BWW Reviews: Company the Film - Is it a Substitute for Live Theater? No, But It Sure Is Wonderful

I must admit I was looking forward to the film of the New York Philharmonic Spring Gala which occurred on April 12, 2011. If you saw the Tony Awards a few days ago, Neil Patrick Harris did a superb job as MC. It was one of the most entertaining Tony Award presentations I've seen.  There was even a sneak peak of what to expect of  "Company the Film".

And if you look elsewhere on this site, you'll see my review of the stage version of Company which ends this week-end at Harford County Community College in Bel Air (which I highly recommend).

 I was able to snag a hot ticket to see the film at the sold-out Landmark  Harbor East Theater in Baltimore.  The 151 seats were filled with theater lovers anticipating the Sondheim musical.

It was nice to watch a musical in huge high back rocking-chair seats, with cup-holders, plenty of rest rooms for both males AND females, and plenty of leg room.  Just like the typical Broadway house.

Prior to the film starting, there was a well-done commercial for the New York Philharmonic Orchestra under the baton of Martin Gilbert. I've never seen  such a commercial.

As they say about sports events, "Being there is twice the fun", the same could apply here.

When you watch any game in person, YOU are the director. You can focus on any particular aspect of the game.

The same holds for theater.  Which actor you keep your eye on is up to you, especially when the ensemble is performing.  It's not that much of a problem during a solo like when Patti LuPone brings down the house singing "The Ladies Who Lunch".  On film, the camera focuses on LuPone just as you would at a live performance.  (Notice conductor Paul Gemignani in the background of the photo as she is singing.)  This number alone is worth the price of admission.

When there's an ensemble number, like the blockbuster "Side by Side", there was so much going on. There was Neil Patrick Harris making an incredible leap (who knew he was also an excellent baton twirler), one working a hula hoop, and others doing some sort of magic.  I would have liked to have seen them all.

By the way, have you applauded in a movie theater?  Well, it was kind of hard not to and many of the attendees behaved like it was LIVE.

On the whole, the film was incredibly enjoyable.   I could see it again and again. But I do recommend you see it in movie theater with a nice large screen and a good sound system so you can enjoy the gorgeous sound of the 35-piece New York Philharmonic and the gorgeous orchestrations  by the incomparable Jonathan Tunick.  I do wonder if conductor Gemingani  is ok. The superb Sondheim specialist sat in a chair during the entire concert instead of conducting upright.

One of the funniest bits of the evening is the hysterical performance of Katie Finneran performing "Getting Married Today".  When she was trying to tell the orchestra to stop playing, she became so frustrated she approached Gemingani , took his baton, and broke it in half.

Christina Hendricks, known for the television series "Mad Men", is a first class show-stopper as the dim-witted stewardess. Her song "Barcelona" is a real treat.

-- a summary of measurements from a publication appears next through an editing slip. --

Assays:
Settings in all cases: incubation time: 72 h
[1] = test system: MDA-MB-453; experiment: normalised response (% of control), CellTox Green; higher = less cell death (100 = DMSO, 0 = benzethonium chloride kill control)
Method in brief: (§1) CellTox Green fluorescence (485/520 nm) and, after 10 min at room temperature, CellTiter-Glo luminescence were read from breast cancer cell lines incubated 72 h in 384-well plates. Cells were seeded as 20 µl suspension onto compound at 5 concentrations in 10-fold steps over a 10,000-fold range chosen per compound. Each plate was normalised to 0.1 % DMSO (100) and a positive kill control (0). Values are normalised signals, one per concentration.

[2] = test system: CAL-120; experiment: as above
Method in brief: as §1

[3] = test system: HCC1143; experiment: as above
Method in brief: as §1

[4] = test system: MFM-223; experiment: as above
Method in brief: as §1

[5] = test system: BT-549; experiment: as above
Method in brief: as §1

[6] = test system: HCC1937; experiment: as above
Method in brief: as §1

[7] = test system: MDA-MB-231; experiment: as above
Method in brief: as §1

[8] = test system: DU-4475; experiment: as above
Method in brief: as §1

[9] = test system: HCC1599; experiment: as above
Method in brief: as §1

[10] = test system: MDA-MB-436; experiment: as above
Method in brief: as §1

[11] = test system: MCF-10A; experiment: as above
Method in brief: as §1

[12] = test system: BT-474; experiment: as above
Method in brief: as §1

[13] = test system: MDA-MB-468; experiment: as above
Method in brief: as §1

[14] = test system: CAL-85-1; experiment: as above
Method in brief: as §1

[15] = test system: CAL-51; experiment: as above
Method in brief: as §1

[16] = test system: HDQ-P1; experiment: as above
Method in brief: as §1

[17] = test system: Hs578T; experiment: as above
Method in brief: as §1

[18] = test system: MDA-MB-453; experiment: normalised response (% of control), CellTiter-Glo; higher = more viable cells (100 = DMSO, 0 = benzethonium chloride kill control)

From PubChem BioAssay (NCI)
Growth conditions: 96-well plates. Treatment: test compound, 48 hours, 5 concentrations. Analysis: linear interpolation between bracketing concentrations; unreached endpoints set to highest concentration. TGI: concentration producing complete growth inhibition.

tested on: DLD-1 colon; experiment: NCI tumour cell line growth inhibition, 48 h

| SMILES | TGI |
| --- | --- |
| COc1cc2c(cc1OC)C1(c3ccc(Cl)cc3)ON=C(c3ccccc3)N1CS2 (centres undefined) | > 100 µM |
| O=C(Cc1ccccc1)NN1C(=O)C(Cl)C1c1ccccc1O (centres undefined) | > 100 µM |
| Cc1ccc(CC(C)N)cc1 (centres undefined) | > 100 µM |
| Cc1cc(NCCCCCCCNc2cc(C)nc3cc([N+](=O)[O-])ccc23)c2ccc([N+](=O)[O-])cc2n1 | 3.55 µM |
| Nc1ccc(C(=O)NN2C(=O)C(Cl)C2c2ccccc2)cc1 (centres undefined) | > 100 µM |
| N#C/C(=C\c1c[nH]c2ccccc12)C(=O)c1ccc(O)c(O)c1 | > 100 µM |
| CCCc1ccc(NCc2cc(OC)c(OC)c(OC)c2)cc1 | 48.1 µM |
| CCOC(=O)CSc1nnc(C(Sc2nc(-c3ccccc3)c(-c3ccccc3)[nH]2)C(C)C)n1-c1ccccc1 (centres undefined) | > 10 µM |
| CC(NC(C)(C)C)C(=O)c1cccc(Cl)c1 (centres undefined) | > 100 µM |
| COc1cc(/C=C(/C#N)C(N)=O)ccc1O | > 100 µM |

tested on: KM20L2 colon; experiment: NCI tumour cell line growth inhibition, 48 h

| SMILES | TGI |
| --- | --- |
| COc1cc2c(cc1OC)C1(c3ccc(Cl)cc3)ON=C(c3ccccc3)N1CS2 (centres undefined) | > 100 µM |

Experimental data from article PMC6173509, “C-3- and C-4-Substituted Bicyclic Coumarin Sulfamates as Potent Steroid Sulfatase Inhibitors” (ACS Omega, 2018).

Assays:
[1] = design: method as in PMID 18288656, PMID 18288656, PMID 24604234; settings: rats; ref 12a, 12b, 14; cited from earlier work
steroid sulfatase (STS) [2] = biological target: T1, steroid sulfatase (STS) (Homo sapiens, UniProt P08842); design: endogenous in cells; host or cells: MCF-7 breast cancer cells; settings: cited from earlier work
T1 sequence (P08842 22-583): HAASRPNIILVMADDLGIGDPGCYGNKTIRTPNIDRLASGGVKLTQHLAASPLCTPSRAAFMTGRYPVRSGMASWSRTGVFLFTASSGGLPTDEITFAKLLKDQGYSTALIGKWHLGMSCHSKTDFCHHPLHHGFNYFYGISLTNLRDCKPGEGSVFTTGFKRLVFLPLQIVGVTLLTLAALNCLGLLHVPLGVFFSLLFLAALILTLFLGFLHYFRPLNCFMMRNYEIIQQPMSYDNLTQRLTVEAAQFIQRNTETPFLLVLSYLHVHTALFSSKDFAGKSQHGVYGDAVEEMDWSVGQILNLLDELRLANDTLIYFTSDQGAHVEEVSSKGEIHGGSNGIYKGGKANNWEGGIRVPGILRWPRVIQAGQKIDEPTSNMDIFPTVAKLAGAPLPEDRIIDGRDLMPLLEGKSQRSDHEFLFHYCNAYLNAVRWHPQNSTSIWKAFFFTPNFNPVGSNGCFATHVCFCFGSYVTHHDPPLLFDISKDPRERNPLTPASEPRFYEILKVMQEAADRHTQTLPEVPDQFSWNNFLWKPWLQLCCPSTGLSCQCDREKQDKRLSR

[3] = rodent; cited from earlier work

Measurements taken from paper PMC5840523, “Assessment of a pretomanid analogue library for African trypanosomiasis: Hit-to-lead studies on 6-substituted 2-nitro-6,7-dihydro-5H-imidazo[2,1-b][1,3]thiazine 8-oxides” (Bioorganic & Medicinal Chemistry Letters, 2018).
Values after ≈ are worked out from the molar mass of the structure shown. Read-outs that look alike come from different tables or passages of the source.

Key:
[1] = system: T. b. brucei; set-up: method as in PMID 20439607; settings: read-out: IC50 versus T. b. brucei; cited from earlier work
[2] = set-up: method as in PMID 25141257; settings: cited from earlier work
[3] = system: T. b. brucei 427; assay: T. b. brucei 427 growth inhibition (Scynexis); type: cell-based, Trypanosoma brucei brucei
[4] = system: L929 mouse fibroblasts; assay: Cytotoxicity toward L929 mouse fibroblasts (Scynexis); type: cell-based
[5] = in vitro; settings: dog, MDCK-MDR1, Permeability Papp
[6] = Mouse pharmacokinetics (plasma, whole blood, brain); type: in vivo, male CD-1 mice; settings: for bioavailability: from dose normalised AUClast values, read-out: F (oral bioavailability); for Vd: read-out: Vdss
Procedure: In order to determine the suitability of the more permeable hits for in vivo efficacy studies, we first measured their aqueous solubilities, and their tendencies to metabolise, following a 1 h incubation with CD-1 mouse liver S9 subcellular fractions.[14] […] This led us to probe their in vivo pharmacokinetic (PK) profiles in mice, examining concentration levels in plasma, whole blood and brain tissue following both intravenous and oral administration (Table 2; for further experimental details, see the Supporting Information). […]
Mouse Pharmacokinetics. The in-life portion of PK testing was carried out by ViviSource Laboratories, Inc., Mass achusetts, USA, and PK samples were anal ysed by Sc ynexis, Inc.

Another Broadway and television star  Martha Plimpton (in the under-appreciated "Raising Hope") shines.

Tony-winner Anika Noni Rose looks just a little different from her role in Caroline or Change.  Why isn't a musical written to showcase her talents? She is astounding.

After Act I, INTERMISSION splashed on the screen. What followed was a mad dash to the rest rooms except...there was NO intermission. Act II started immediately.  My advice?  Why not use the intermission or don't say intermission.

I would also have enjoyed reading a program.  I'm sure attendees wanted to know about the actors, directors, etc.

I was able to meet someone who actually attended the GALA in April who was sitting in my row. Lutherville resident Alex Elias (18), who just graduated Park School and is heading to the University of Pennsylvania was one of the lucky few to see the performance in person.

He explained he was taking a course on "The New York Times" and read an interview about Stephen Colbert and the Gala.  He couldn't believe when he read that the actors only had ONE rehearsal.  By chance, he was going to be in New York the date of the Gala while his parents were attending a wedding.  They knew what a big theater fan he is and had no objection paying the $360 for his ticket which happened to be in the fifth row  center orchestra.  He mentioned he got a kick watching the expressions of composer Sondheim during the evening who had a perpetual smile on his face while sitting on The Edge of his seat.

Alex commented he thought there would be more films of Broadway shows which would help spread the word about theater to people who are not able to attend shows in person.

In the audience for the film was Center Stage Auction Coordinator Sydney Wilner who attended with a group from the theater.  Some commented that the digital camera made many of the female actors look "big".

And who would have thought sitting two rows in front of me was Robert W. Opel, the director of the Phoenix Festival Theater's  production of Company  (which I reviewed elsewhere on this site). You still have the opportunity to see this show LIVE this week-end.

The film "Company" stars Neil Patrick Harris, Stephen Colbert, Craig Bierko, Jon Cryer, Katie Finneran, Christine Hendricks, Aaron Lazar, Jill Paice, Martha Plimpton, Anika Noni Rose, Jennifer Lauren Thompson, Jim Walton, Chryssie Whitehead and Patti LuPone. For tickets and showtimes, visit www.companyonscreen.com.  Plan to spend about $18 a ticket.

For comments, write to cgshubow@broadwayworld.com.



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From This Author Charles Shubow